DEFINITION of 'Whitemail'

A strategy that a takeover target uses to try and thwart an undesired takeover attempt. The target firm issues a large amount of shares at below-market prices, which the acquiring company will then have to purchase if it wishes to complete the takeover.

BREAKING DOWN 'Whitemail'

If the whitemail strategy is successful in discouraging the takeover, then the company can either buy back the issued shares or leave them outstanding.

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RELATED FAQS
  1. Under what circumstances might a company decide to do a hostile takeover?

    Learn about why companies use a hostile takeover to gain control of another company, and understand the different methods ... Read Answer >>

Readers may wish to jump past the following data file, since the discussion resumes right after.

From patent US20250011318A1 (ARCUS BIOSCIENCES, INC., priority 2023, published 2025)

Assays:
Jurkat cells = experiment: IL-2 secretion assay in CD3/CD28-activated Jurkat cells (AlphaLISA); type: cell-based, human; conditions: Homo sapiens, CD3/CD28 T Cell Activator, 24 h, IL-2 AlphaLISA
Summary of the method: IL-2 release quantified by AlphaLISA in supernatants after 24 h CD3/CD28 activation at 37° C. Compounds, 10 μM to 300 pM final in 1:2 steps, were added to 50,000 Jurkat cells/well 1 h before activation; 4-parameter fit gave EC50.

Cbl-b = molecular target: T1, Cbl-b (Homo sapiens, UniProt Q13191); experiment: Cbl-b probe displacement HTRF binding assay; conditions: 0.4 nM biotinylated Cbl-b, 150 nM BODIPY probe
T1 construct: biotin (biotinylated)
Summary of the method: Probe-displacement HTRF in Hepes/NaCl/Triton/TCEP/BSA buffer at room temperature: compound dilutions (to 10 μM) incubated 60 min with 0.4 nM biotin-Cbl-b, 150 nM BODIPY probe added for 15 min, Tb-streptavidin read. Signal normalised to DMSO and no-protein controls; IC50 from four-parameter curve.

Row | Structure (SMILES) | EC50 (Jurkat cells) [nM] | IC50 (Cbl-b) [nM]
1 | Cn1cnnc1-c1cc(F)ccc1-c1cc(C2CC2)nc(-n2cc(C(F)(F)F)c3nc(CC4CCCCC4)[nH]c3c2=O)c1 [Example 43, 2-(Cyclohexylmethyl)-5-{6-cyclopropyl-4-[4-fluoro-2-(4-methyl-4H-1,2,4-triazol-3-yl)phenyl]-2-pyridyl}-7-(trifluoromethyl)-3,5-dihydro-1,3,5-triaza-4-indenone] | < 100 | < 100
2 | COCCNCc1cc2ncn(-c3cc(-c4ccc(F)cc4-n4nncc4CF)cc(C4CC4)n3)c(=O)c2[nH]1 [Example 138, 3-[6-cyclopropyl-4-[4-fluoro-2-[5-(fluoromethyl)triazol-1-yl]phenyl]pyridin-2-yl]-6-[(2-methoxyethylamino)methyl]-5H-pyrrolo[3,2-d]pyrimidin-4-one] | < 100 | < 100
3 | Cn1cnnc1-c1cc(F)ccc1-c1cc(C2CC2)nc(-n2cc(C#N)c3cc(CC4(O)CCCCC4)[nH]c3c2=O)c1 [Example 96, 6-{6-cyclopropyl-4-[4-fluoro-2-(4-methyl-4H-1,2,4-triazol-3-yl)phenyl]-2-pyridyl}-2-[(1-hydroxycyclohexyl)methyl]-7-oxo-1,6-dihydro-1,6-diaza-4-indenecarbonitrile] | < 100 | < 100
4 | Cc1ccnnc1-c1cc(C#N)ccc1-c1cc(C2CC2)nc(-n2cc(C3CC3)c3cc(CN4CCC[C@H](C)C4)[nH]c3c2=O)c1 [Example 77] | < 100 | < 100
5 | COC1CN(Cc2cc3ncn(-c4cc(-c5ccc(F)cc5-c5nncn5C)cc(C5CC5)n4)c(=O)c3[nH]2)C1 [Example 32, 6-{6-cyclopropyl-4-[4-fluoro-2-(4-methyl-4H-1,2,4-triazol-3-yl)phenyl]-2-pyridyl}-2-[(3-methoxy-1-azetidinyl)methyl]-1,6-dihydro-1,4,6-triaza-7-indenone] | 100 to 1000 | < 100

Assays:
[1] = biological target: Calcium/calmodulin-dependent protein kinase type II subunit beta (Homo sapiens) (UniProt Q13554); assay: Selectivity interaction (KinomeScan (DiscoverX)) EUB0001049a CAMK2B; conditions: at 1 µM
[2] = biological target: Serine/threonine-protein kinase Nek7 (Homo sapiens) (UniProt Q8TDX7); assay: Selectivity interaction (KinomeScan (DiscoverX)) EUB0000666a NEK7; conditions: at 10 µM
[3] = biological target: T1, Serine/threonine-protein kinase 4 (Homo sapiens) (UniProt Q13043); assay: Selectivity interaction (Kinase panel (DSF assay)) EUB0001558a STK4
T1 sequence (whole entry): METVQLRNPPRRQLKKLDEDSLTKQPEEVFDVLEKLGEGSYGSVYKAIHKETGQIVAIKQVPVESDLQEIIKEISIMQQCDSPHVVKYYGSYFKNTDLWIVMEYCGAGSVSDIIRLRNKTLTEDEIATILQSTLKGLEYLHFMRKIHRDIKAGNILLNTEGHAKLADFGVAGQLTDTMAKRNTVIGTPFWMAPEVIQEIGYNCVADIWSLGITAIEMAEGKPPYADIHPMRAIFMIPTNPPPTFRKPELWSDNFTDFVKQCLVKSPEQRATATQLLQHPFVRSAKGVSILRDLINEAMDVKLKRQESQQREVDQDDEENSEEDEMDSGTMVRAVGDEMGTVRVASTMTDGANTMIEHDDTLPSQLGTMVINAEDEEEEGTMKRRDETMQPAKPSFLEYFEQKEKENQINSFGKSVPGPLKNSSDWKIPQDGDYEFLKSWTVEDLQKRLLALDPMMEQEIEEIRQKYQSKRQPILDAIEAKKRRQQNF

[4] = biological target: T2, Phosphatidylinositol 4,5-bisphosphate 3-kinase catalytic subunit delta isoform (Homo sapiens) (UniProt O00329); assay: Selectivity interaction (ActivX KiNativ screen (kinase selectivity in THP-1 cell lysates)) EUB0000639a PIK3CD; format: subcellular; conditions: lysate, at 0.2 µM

2. What is the difference between an acquisition and a takeover?

    There is no tangible difference between an acquisition and a takeover; both words can be used interchangeably - the only ... Read Answer >>
  3. How can a company buy back shares to fend off a hostile takeover?

    Learn about why a business might use a stock buyback to thwart a hostile takeover attempt by reducing its total assets and ... Read Answer >>
  4. What is the difference between a hostile takeover and a friendly takeover?

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  5. What happens to the shares of a company that has been the object of a hostile takeover?

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